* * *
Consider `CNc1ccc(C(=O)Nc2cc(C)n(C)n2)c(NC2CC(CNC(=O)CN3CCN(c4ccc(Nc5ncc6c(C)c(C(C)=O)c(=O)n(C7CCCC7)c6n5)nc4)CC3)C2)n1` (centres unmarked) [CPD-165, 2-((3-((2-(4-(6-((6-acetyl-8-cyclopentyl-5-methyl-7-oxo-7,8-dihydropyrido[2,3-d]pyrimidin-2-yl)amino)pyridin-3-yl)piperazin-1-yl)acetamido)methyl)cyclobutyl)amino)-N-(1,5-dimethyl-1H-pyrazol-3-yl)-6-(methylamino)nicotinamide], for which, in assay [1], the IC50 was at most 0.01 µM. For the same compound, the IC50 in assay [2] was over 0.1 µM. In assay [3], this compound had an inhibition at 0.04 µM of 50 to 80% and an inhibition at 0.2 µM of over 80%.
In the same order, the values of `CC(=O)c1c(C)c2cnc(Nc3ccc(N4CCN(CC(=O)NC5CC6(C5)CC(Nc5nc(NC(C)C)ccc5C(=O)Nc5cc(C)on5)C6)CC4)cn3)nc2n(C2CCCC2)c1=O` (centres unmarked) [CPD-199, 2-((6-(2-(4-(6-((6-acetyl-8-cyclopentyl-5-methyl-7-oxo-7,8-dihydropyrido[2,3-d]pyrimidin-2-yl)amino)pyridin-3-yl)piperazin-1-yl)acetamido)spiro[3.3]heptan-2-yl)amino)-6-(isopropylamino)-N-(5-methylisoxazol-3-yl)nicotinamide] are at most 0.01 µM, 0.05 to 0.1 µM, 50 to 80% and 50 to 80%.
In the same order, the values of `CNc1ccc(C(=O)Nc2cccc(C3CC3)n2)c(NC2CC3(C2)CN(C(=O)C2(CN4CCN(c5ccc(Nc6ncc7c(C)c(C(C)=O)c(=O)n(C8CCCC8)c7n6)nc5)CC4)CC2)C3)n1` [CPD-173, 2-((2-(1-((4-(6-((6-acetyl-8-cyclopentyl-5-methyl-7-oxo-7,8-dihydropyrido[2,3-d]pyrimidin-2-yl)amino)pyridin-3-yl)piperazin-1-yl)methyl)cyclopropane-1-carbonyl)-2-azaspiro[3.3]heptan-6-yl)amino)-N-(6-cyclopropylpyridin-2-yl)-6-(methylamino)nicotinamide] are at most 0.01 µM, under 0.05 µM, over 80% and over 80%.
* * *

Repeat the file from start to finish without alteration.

Consider `CNc1ccc(C(=O)Nc2cc(C)n(C)n2)c(NC2CC(CNC(=O)CN3CCN(c4ccc(Nc5ncc6c(C)c(C(C)=O)c(=O)n(C7CCCC7)c6n5)nc4)CC3)C2)n1` (centres unmarked) [CPD-165, 2-((3-((2-(4-(6-((6-acetyl-8-cyclopentyl-5-methyl-7-oxo-7,8-dihydropyrido[2,3-d]pyrimidin-2-yl)amino)pyridin-3-yl)piperazin-1-yl)acetamido)methyl)cyclobutyl)amino)-N-(1,5-dimethyl-1H-pyrazol-3-yl)-6-(methylamino)nicotinamide], for which, in assay [1], the IC50 was at most 0.01 µM. For the same compound, the IC50 in assay [2] was over 0.1 µM. In assay [3], this compound had an inhibition at 0.04 µM of 50 to 80% and an inhibition at 0.2 µM of over 80%.
In the same order, the values of `CC(=O)c1c(C)c2cnc(Nc3ccc(N4CCN(CC(=O)NC5CC6(C5)CC(Nc5nc(NC(C)C)ccc5C(=O)Nc5cc(C)on5)C6)CC4)cn3)nc2n(C2CCCC2)c1=O` (centres unmarked) [CPD-199, 2-((6-(2-(4-(6-((6-acetyl-8-cyclopentyl-5-methyl-7-oxo-7,8-dihydropyrido[2,3-d]pyrimidin-2-yl)amino)pyridin-3-yl)piperazin-1-yl)acetamido)spiro[3.3]heptan-2-yl)amino)-6-(isopropylamino)-N-(5-methylisoxazol-3-yl)nicotinamide] are at most 0.01 µM, 0.05 to 0.1 µM, 50 to 80% and 50 to 80%.
In the same order, the values of `CNc1ccc(C(=O)Nc2cccc(C3CC3)n2)c(NC2CC3(C2)CN(C(=O)C2(CN4CCN(c5ccc(Nc6ncc7c(C)c(C(C)=O)c(=O)n(C8CCCC8)c7n6)nc5)CC4)CC2)C3)n1` [CPD-173, 2-((2-(1-((4-(6-((6-acetyl-8-cyclopentyl-5-methyl-7-oxo-7,8-dihydropyrido[2,3-d]pyrimidin-2-yl)amino)pyridin-3-yl)piperazin-1-yl)methyl)cyclopropane-1-carbonyl)-2-azaspiro[3.3]heptan-6-yl)amino)-N-(6-cyclopropylpyridin-2-yl)-6-(methylamino)nicotinamide] are at most 0.01 µM, under 0.05 µM, over 80% and over 80%.